Election 2017: Garry Dagenais

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by: 

Kate Aley

Our next profile is with Garry Dagenais, running to become councilor for Ward 2.

Born, raised

Born and raised in Beechgrove.

Profession

Office manager at L&J Towing.

Previous experience on council

I was councilor for Ward 4 for 7 years, beginning 2008.

What is the greatest challenge facing the Municipality?

The lack of communication by council. There’s no harmonization in this municipality. Big time. It’s a problem that council creates, we don’t seem to have harmony on council and without that, trust me, you don’t go forward too fast. When I was council, I sat in the middle; I was the deciding vote for a lot of stuff. It’s not just this current council; there’s always been a division between the wards. We need good leadership, good councilors who are actually there for the right reasons. If you are going run for council, you have to run for the people; your personal agenda can’t be for your gain, it has to be for the municipality.

If elected, what is the first thing you would like to do?

Work on infrastracuture, including the water and sewers [...] and our roads: they need to be upgraded. My previous experience on council will help with finding funds. We still struggle with [Quyon's water] as it was never planned out right; the whole infrastructure was not planned. If we have a water break, [we] do not have shut-off valves for each street. If there’s a break, we need to shut down the whole town to fix it. It’s not a simple fix: the sewer lines are 50 years old, there has never been any major upgrade in all that time. A lot of the paved roads have not been maintained. But it goes hand in hand: are you going to spend a lot of money until you fix water and sewers? [We must] decide on the priorities.

What is going right in this area?

[We are] starting to work with the NCC and our officials, Andre Fortin and Will Amos. That has changed; we are starting to be able to work together to get a lot of improvements. We never seemed to get any progress, no matter who was there before; we seem to have better communication between our elected officials now. I think that we should be able to get more funding for the municipality so long as they understand what we need. Priorities need to be made clear [to them]. Even with the MRC (des Collines), [there was] a lack of communication the long term, especially on Schema and getting stuff done for our municipality. That has been improving.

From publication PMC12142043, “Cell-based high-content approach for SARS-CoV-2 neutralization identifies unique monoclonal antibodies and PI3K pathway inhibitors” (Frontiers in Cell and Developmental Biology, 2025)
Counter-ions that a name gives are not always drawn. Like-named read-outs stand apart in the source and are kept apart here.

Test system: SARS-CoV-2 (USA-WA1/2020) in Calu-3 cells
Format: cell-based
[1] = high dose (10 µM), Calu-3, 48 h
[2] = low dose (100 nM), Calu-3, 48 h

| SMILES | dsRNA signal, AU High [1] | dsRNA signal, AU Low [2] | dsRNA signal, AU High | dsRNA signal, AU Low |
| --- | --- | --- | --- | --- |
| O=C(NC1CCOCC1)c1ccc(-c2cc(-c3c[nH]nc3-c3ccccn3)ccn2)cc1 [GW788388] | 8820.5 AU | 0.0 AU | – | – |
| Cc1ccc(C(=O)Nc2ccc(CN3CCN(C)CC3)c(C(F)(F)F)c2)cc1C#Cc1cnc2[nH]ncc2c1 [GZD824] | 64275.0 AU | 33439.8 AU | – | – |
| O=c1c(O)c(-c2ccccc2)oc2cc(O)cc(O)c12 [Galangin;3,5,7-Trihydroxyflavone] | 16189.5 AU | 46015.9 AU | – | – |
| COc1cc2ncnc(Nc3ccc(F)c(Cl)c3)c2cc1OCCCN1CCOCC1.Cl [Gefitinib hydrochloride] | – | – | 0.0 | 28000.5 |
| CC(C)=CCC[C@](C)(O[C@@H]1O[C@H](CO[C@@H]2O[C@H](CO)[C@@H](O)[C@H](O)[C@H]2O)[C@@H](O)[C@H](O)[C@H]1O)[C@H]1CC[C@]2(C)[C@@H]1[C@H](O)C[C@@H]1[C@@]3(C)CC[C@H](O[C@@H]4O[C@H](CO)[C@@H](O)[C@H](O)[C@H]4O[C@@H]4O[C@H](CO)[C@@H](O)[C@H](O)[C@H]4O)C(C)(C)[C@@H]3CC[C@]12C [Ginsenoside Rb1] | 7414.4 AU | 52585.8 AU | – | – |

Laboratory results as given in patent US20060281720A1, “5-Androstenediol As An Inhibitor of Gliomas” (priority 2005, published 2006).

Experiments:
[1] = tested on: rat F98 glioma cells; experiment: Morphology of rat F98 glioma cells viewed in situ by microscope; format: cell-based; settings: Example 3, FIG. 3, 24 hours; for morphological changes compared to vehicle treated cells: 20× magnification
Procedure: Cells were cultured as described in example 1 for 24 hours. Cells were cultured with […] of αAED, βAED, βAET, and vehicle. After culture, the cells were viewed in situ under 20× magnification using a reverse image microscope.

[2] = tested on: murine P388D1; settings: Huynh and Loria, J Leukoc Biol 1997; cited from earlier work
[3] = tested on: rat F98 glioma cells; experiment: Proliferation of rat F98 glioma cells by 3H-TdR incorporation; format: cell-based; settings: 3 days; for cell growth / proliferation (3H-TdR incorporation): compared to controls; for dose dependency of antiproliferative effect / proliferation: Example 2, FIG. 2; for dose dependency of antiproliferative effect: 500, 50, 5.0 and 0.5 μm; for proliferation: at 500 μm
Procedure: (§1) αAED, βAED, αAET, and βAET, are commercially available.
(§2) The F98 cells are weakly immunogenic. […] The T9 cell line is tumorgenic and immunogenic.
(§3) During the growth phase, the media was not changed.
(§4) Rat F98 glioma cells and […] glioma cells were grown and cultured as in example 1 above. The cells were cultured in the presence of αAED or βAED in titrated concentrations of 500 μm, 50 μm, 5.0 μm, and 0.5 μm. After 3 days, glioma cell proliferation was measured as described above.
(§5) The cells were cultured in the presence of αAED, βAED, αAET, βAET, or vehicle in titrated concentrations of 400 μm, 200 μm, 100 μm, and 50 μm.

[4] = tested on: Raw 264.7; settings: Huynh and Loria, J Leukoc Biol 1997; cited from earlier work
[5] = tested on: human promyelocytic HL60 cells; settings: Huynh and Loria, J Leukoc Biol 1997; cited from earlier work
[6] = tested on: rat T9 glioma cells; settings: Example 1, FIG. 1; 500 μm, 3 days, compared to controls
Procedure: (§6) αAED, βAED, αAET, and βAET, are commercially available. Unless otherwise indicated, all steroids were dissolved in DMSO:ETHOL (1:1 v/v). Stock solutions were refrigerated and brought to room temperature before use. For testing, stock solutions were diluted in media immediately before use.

Why did you decide to run for council again?

My passion. Simple. It’s my community, I believe in it. We can develop this [place] but need the right people with passion who are willing to put time into it.  I ran for council the first time as I had always volunteered in the municipality and I figured I could make better changes by running for council. My record stands on what I did as councilor. It was me that got the gym at the school (Notre Dame de la Joie) and I bought the land for the expansion of the school. I made sure we bought the property; if you didn’t buy it back then you wouldn’t have it now. We got the lagoon system figured out; it took less than six months from when I got in. We bought the land from Hydro Quebec for $1. A lot of things are simple if you put your mind to it. I was one of the first councilors to start putting money into Parks and Recreations. The municipality started to pay to help look after them. We didn’t have any parks in the municipality at that time: just the Eardley Recreation Association. It was pretty well run and paid for by volunteers. The other six parks and skating rinks I did when I was there too.

For me there has never been a border, an issue between the wards. I have family all over [the area]. For me, this municipality has always been one municipality.